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Trump blocked from Facebook, Instagram accounts for at least remainder of presidency

Last Updated Jan 7, 2021 at 12:13 pm PDT

FILE - Facebook, Messenger and Instagram apps are are displayed on an iPhone in New York. March 13, 2019. THE ASSOCIATED PRESS/Jenny Kane, File
Summary

Trump won't be able to access his Facebook or Instagram accounts 'indefinitely and for at least the next two weeks'

Facebook has extended Trump's social media ban, saying the risks associated with him having access are 'too great'

Trump was locked out of his Twitter, Facebook, Instagram accounts Wednesday after violence erupted at Capitol Hill

WASHINGTON, D.C. (NEWS 1130) – Donald Trump won’t be able to access his Facebook or Instagram accounts “indefinitely and for at least the next two weeks” after the company that owns both social media channels extended its ban Thursday.

Facebook CEO Mark Zuckerberg confirmed the news on his account, saying, “The shocking events of the last 24 hours clearly demonstrate that President Donald Trump intends to use his remaining time in office to undermine the peaceful and lawful transition of power to his elected successor, Joe Biden.”

Facebook originally imposed a 24 hour ban on Trump’s accounts Wednesday in the wake of violent mobs of people storming the Capitol building, where lawmakers were getting set to certify Biden’s presidential win.

Twitter was the first social media giant to take action against Trump, however, it only blocked his account for 12 hours to start.

The decisions were prompted by posts on Wednesday “for repeated and severe violations of our Civic Integrity policy,” Twitter said.

 

“His decision to use his platform to condone rather than condemn the actions of his supporters at the Capitol building has rightly disturbed people in the US and around the world,” Zuckerberg said Thursday. “We removed these statements yesterday because we judged that their effect — and likely their intent — would be to provoke further violence.”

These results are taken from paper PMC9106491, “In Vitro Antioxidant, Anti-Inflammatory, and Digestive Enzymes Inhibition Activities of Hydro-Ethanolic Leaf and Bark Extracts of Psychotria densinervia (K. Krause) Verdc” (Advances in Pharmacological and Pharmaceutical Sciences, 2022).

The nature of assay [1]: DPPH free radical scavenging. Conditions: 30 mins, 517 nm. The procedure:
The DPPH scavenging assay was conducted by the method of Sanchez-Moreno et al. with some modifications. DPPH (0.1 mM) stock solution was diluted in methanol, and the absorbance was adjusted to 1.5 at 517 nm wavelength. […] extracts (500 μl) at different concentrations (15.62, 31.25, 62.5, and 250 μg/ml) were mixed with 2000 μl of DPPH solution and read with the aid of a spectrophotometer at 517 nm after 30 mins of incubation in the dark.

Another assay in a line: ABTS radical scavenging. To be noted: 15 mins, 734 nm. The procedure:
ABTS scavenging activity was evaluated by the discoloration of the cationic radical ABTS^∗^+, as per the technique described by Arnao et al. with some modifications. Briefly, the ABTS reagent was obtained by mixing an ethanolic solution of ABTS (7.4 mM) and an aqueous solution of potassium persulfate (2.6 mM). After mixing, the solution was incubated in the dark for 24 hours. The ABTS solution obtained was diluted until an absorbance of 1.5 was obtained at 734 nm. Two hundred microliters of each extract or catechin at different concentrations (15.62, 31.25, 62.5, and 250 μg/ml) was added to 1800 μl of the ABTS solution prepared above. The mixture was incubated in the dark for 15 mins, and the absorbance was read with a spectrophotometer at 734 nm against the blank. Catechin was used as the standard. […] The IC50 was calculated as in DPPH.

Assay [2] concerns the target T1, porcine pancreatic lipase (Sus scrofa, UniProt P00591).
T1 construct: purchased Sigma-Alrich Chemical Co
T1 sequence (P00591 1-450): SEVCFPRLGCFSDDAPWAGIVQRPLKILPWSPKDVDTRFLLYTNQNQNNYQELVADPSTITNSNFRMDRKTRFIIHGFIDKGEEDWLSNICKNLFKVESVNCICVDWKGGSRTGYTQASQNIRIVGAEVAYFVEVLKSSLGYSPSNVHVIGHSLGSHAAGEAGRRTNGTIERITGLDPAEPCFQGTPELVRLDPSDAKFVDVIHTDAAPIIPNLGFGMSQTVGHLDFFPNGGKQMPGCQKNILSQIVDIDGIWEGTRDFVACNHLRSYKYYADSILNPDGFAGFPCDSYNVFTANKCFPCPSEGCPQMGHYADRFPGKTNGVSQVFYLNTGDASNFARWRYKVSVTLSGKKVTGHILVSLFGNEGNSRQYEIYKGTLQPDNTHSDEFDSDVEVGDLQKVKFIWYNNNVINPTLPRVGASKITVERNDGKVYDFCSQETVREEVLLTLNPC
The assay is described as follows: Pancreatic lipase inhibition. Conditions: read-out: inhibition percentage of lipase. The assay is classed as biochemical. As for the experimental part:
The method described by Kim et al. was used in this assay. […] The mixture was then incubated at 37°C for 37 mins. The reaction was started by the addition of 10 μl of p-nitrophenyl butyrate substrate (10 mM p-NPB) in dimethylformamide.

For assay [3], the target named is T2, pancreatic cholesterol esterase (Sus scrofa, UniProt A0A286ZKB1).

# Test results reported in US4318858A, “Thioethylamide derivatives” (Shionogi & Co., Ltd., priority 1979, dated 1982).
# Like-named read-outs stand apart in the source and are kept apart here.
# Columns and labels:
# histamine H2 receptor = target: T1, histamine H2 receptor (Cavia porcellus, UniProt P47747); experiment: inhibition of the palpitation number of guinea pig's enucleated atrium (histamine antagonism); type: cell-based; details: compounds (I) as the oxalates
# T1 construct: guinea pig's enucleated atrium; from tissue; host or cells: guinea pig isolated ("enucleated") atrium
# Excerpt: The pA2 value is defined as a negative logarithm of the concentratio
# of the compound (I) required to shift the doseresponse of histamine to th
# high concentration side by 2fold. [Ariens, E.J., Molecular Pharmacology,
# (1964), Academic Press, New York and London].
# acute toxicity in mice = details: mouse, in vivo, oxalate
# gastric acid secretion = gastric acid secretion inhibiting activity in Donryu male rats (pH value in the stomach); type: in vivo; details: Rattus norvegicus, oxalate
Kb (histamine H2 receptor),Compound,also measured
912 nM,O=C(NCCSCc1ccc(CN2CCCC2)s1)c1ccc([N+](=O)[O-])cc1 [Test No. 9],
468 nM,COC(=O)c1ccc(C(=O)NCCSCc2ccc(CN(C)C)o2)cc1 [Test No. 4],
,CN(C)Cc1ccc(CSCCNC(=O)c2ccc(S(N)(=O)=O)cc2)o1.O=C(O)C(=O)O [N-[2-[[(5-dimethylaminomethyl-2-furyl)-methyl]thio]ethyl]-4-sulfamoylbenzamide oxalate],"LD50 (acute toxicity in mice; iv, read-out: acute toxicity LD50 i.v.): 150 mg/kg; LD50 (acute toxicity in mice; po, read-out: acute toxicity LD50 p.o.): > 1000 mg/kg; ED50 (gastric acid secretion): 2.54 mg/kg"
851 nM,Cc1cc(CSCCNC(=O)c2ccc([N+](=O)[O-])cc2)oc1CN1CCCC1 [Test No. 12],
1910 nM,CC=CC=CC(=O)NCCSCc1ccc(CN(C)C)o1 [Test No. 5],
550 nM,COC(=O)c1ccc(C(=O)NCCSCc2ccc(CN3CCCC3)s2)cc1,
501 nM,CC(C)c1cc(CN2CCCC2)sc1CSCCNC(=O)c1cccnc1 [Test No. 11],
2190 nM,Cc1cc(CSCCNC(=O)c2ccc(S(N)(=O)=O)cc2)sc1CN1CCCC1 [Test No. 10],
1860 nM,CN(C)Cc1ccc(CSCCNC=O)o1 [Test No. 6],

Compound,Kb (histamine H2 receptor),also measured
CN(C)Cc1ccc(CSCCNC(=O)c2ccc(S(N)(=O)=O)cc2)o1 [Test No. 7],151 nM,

The Facebook CEO added that the priority for the U.S. should now be on ensuring that the remaining days ahead of Biden’s inauguration on Jan. 20 “pass peacefully and in accordance with established democratic norms.”

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Decisions to only temporarily prevent Trump from accessing his social media accounts have come under fire by many who say they should be permanently blocked.

Trump has been vocal on social media throughout his presidency. Wednesday’s violence and chaos have been largely blamed on Trump and his inflammatory comments.

“Over the last several years, we have allowed President Trump to use our platform consistent with our own rules, at times removing content or labeling his posts when they violate our policies. We did this because we believe that the public has a right to the broadest possible access to political speech, even controversial speech. But the current context is now fundamentally different, involving use of our platform to incite violent insurrection against a democratically elected government,” Zuckerberg said, adding the “risks of allowing the President to continue to use our service during this period are simply too great.”

Four people died in the violent clashes at the Capitol building, where the angry mob loyal to Trump stormed the building, breaking windows and doors and forcing lawmakers to shelter in place.